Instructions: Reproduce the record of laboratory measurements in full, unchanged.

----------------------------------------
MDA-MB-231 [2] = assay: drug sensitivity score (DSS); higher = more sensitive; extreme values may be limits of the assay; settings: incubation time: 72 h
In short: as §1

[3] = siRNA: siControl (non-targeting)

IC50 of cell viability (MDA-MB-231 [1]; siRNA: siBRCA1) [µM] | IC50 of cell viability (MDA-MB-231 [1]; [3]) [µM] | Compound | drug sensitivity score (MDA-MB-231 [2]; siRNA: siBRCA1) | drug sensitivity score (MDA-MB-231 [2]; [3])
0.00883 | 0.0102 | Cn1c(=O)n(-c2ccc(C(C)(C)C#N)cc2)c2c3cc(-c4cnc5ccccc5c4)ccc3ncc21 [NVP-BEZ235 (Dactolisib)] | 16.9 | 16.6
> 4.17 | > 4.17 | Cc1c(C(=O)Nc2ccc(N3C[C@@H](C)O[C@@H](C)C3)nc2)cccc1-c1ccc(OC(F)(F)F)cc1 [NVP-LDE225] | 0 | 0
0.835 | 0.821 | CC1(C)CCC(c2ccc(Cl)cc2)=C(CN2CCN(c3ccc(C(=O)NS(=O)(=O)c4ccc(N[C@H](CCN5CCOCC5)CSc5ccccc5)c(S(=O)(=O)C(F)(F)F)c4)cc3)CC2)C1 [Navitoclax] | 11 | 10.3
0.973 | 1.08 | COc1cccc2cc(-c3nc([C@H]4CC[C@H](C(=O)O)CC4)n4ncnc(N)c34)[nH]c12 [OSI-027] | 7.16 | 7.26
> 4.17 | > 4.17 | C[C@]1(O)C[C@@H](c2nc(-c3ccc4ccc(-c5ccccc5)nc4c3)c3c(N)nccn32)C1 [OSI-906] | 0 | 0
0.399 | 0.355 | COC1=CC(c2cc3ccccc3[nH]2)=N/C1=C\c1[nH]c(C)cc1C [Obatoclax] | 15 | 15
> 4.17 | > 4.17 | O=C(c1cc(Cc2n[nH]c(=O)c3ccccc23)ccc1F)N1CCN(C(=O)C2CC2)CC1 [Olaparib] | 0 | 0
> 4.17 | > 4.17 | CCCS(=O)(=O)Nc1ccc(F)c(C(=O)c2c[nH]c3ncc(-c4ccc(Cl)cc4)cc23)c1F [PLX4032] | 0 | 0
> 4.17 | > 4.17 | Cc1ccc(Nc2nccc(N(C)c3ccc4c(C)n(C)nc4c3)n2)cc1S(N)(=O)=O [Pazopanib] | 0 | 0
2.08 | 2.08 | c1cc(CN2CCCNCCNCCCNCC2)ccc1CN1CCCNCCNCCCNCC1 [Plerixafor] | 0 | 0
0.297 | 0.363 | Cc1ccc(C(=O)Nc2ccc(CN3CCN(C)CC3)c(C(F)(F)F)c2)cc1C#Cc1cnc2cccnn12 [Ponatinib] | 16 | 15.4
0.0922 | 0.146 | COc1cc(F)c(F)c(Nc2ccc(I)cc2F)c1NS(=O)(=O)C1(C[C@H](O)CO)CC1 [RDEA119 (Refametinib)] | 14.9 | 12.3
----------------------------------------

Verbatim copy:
MDA-MB-231 [2] = assay: drug sensitivity score (DSS); higher = more sensitive; extreme values may be limits of the assay; settings: incubation time: 72 h
In short: as §1

[3] = siRNA: siControl (non-targeting)

IC50 of cell viability (MDA-MB-231 [1]; siRNA: siBRCA1) [µM] | IC50 of cell viability (MDA-MB-231 [1]; [3]) [µM] | Compound | drug sensitivity score (MDA-MB-231 [2]; siRNA: siBRCA1) | drug sensitivity score (MDA-MB-231 [2]; [3])
0.00883 | 0.0102 | Cn1c(=O)n(-c2ccc(C(C)(C)C#N)cc2)c2c3cc(-c4cnc5ccccc5c4)ccc3ncc21 [NVP-BEZ235 (Dactolisib)] | 16.9 | 16.6
> 4.17 | > 4.17 | Cc1c(C(=O)Nc2ccc(N3C[C@@H](C)O[C@@H](C)C3)nc2)cccc1-c1ccc(OC(F)(F)F)cc1 [NVP-LDE225] | 0 | 0
0.835 | 0.821 | CC1(C)CCC(c2ccc(Cl)cc2)=C(CN2CCN(c3ccc(C(=O)NS(=O)(=O)c4ccc(N[C@H](CCN5CCOCC5)CSc5ccccc5)c(S(=O)(=O)C(F)(F)F)c4)cc3)CC2)C1 [Navitoclax] | 11 | 10.3
0.973 | 1.08 | COc1cccc2cc(-c3nc([C@H]4CC[C@H](C(=O)O)CC4)n4ncnc(N)c34)[nH]c12 [OSI-027] | 7.16 | 7.26
> 4.17 | > 4.17 | C[C@]1(O)C[C@@H](c2nc(-c3ccc4ccc(-c5ccccc5)nc4c3)c3c(N)nccn32)C1 [OSI-906] | 0 | 0
0.399 | 0.355 | COC1=CC(c2cc3ccccc3[nH]2)=N/C1=C\c1[nH]c(C)cc1C [Obatoclax] | 15 | 15
> 4.17 | > 4.17 | O=C(c1cc(Cc2n[nH]c(=O)c3ccccc23)ccc1F)N1CCN(C(=O)C2CC2)CC1 [Olaparib] | 0 | 0
> 4.17 | > 4.17 | CCCS(=O)(=O)Nc1ccc(F)c(C(=O)c2c[nH]c3ncc(-c4ccc(Cl)cc4)cc23)c1F [PLX4032] | 0 | 0
> 4.17 | > 4.17 | Cc1ccc(Nc2nccc(N(C)c3ccc4c(C)n(C)nc4c3)n2)cc1S(N)(=O)=O [Pazopanib] | 0 | 0
2.08 | 2.08 | c1cc(CN2CCCNCCNCCCNCC2)ccc1CN1CCCNCCNCCCNCC1 [Plerixafor] | 0 | 0
0.297 | 0.363 | Cc1ccc(C(=O)Nc2ccc(CN3CCN(C)CC3)c(C(F)(F)F)c2)cc1C#Cc1cnc2cccnn12 [Ponatinib] | 16 | 15.4
0.0922 | 0.146 | COc1cc(F)c(F)c(Nc2ccc(I)cc2F)c1NS(=O)(=O)C1(C[C@H](O)CO)CC1 [RDEA119 (Refametinib)] | 14.9 | 12.3